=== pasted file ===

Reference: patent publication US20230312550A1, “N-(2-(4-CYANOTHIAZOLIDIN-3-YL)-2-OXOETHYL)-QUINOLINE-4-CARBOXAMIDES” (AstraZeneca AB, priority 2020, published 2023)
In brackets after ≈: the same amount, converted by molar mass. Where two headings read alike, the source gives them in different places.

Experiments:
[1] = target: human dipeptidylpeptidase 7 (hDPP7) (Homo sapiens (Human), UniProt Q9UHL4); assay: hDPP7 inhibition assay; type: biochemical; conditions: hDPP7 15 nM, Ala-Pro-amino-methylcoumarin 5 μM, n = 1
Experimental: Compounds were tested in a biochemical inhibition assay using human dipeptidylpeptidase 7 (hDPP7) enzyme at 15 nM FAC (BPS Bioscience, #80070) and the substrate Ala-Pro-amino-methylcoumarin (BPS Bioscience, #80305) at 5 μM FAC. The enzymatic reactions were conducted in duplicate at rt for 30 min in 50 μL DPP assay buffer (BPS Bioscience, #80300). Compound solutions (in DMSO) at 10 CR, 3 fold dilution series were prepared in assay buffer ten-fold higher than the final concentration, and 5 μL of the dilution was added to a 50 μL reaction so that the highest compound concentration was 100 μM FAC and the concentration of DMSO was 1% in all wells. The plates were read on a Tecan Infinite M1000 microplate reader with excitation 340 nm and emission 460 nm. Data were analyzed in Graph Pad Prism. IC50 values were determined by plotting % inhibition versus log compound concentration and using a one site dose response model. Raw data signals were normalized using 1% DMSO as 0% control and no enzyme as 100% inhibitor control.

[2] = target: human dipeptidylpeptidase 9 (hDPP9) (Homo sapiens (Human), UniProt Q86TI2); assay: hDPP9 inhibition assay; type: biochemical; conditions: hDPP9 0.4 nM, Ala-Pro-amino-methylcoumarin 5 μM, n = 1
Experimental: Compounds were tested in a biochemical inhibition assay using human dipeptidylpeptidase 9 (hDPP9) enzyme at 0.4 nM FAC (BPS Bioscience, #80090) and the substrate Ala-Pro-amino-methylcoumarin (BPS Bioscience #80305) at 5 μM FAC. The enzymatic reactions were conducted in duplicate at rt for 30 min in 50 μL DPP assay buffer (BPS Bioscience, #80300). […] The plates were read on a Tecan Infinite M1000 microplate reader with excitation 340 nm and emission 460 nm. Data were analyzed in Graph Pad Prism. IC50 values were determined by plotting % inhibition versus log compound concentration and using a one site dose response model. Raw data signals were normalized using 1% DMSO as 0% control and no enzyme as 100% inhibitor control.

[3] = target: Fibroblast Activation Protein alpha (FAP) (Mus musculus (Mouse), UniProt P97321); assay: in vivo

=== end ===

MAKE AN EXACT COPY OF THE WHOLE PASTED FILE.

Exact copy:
Reference: patent publication US20230312550A1, “N-(2-(4-CYANOTHIAZOLIDIN-3-YL)-2-OXOETHYL)-QUINOLINE-4-CARBOXAMIDES” (AstraZeneca AB, priority 2020, published 2023)
In brackets after ≈: the same amount, converted by molar mass. Where two headings read alike, the source gives them in different places.

Experiments:
[1] = target: human dipeptidylpeptidase 7 (hDPP7) (Homo sapiens (Human), UniProt Q9UHL4); assay: hDPP7 inhibition assay; type: biochemical; conditions: hDPP7 15 nM, Ala-Pro-amino-methylcoumarin 5 μM, n = 1
Experimental: Compounds were tested in a biochemical inhibition assay using human dipeptidylpeptidase 7 (hDPP7) enzyme at 15 nM FAC (BPS Bioscience, #80070) and the substrate Ala-Pro-amino-methylcoumarin (BPS Bioscience, #80305) at 5 μM FAC. The enzymatic reactions were conducted in duplicate at rt for 30 min in 50 μL DPP assay buffer (BPS Bioscience, #80300). Compound solutions (in DMSO) at 10 CR, 3 fold dilution series were prepared in assay buffer ten-fold higher than the final concentration, and 5 μL of the dilution was added to a 50 μL reaction so that the highest compound concentration was 100 μM FAC and the concentration of DMSO was 1% in all wells. The plates were read on a Tecan Infinite M1000 microplate reader with excitation 340 nm and emission 460 nm. Data were analyzed in Graph Pad Prism. IC50 values were determined by plotting % inhibition versus log compound concentration and using a one site dose response model. Raw data signals were normalized using 1% DMSO as 0% control and no enzyme as 100% inhibitor control.

[2] = target: human dipeptidylpeptidase 9 (hDPP9) (Homo sapiens (Human), UniProt Q86TI2); assay: hDPP9 inhibition assay; type: biochemical; conditions: hDPP9 0.4 nM, Ala-Pro-amino-methylcoumarin 5 μM, n = 1
Experimental: Compounds were tested in a biochemical inhibition assay using human dipeptidylpeptidase 9 (hDPP9) enzyme at 0.4 nM FAC (BPS Bioscience, #80090) and the substrate Ala-Pro-amino-methylcoumarin (BPS Bioscience #80305) at 5 μM FAC. The enzymatic reactions were conducted in duplicate at rt for 30 min in 50 μL DPP assay buffer (BPS Bioscience, #80300). […] The plates were read on a Tecan Infinite M1000 microplate reader with excitation 340 nm and emission 460 nm. Data were analyzed in Graph Pad Prism. IC50 values were determined by plotting % inhibition versus log compound concentration and using a one site dose response model. Raw data signals were normalized using 1% DMSO as 0% control and no enzyme as 100% inhibitor control.

[3] = target: Fibroblast Activation Protein alpha (FAP) (Mus musculus (Mouse), UniProt P97321); assay: in vivo